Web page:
I previously reported in my post, Tugboat Crashes Into Passenger Boat Causing Deaths And Personal Injuries about an incident involving a duck boat tour in Philadelphia. The Philadelphia Inquirer reported “lawyers for the families of two young Hungarian visitors who died in the duck boat accident last month filed a lawsuit today against the tour operator, Ride the Ducks, and the tug boat operator, K-CSCA Transportation Partners.”
In the article, the attorney for the family said the victims died by drowning when they were trapped underneath the water by the duck boat’s canopy.
Of critical importance is the fact that a National Transportation Safety Board report that was issued in 1999 involving another duck boat accident said that these canopies on these amphibious vessels posed a safety threat and should be removed.
As for the other Defendants sued in this wrongful death action, K-CSCA Transportation Partners, it is alleged they were operating the tug boat, Caribbean Sea, which was pushing a barge that struck the duck boat.
Another key factor cited by the attorney who filed the lawsuit is that he received an anonymous tip that that the helmsman aboard the tug boat had lowered the volume of the marine radio so that he was able to take a cell phone call. This caused him not to hear the distress calls that were coming from the disabled duck boat.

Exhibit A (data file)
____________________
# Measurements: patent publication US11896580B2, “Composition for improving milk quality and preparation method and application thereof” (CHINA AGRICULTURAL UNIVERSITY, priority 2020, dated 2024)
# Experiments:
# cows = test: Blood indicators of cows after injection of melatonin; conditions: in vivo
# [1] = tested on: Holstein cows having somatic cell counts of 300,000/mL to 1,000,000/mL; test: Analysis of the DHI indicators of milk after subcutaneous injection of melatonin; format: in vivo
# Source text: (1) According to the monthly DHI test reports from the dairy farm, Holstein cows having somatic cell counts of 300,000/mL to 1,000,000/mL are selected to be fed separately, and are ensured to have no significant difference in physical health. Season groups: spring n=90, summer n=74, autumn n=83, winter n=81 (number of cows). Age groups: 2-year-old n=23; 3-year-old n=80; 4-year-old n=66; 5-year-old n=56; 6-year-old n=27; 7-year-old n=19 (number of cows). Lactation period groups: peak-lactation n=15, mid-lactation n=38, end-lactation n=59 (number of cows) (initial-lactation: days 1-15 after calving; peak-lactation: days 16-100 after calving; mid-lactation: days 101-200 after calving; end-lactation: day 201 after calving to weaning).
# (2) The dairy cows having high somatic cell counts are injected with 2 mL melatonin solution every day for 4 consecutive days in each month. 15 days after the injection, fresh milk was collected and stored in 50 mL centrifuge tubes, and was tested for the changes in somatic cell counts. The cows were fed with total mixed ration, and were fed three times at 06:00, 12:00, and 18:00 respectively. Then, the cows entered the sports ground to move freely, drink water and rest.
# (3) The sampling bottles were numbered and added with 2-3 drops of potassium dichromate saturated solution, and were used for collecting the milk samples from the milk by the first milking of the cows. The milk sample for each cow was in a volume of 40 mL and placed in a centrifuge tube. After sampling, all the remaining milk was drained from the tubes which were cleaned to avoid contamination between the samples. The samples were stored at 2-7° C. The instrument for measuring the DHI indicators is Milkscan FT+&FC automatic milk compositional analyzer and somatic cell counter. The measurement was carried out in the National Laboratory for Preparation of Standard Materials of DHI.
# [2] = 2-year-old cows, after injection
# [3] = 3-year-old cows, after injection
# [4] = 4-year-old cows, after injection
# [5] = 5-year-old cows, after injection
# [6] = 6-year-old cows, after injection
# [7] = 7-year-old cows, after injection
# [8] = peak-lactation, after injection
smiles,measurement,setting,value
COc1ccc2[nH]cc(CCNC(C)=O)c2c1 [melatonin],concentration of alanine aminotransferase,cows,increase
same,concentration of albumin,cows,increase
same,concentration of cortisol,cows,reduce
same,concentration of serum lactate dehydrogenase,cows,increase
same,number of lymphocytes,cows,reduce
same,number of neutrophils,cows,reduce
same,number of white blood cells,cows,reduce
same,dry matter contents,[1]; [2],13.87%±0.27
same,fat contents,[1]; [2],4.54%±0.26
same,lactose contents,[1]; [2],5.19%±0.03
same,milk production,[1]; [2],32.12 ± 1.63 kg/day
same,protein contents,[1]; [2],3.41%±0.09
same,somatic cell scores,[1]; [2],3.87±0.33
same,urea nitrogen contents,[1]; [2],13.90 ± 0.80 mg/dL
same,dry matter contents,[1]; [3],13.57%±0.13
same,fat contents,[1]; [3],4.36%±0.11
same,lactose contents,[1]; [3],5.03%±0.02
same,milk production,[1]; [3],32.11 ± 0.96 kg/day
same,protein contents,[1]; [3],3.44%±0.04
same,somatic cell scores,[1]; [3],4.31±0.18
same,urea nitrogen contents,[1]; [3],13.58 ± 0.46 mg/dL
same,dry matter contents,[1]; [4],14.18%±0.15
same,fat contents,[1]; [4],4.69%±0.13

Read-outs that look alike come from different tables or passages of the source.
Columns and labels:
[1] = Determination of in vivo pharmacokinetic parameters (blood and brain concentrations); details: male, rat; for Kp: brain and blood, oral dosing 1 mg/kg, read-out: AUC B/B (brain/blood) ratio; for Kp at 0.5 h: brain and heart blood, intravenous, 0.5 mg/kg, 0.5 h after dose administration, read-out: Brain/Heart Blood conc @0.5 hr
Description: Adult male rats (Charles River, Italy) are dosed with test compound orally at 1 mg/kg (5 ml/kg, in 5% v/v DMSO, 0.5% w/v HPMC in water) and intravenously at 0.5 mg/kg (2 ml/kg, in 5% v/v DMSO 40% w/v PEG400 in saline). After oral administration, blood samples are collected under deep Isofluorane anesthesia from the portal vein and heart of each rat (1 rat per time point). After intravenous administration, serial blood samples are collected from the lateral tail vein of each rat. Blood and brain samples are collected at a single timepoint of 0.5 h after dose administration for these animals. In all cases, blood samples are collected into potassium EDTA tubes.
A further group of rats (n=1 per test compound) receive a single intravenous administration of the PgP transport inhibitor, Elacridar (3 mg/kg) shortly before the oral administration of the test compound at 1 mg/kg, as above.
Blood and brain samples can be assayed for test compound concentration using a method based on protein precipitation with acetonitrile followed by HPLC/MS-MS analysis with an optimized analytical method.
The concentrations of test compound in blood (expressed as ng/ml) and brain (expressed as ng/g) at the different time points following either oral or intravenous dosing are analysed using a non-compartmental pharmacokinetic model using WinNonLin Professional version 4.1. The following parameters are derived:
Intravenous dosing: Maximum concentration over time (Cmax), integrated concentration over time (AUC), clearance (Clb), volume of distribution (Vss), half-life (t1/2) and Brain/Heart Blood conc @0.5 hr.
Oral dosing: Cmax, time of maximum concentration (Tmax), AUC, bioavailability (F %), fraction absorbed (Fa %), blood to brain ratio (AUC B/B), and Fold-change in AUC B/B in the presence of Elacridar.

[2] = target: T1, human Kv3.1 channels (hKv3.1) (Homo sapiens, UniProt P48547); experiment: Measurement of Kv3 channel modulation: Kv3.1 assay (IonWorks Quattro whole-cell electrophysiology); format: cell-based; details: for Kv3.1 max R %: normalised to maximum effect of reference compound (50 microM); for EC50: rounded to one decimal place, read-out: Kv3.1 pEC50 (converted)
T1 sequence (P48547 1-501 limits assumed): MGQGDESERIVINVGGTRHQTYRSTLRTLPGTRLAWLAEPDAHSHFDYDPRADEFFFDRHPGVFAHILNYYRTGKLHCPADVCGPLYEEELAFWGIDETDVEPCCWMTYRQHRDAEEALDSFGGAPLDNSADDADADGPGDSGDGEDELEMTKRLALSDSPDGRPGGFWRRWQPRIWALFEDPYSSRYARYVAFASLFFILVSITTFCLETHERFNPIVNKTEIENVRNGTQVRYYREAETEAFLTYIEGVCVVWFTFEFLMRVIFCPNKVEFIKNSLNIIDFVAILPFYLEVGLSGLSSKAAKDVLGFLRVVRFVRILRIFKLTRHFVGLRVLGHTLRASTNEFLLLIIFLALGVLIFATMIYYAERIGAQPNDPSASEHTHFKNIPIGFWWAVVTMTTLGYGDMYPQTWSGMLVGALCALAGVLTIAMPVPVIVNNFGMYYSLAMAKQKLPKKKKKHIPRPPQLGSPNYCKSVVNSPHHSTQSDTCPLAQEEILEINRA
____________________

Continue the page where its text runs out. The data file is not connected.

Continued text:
This Maritime wrongful death lawsuit also alleges punitive damages. As I have previously discussed, punitive damages are not available under the Death on the High Seas Act, which applies when wrongful deaths occur outside the territorial waters of the United States. Whether punitive damages may be recovered in a Maritime wrongful death action even when the Death on the High Seas Act does not apply may depend on whether the Court will look to state wrongful death actions to supplement the general Maritime Law. There is support under the general Maritime Law for the recoverability of punitive damages in a Maritime personal injury or wrongful death case when the Death on the High Seas Act is not applicable. This is another complexity of the Maritime Laws that needs to be carefully analyzed.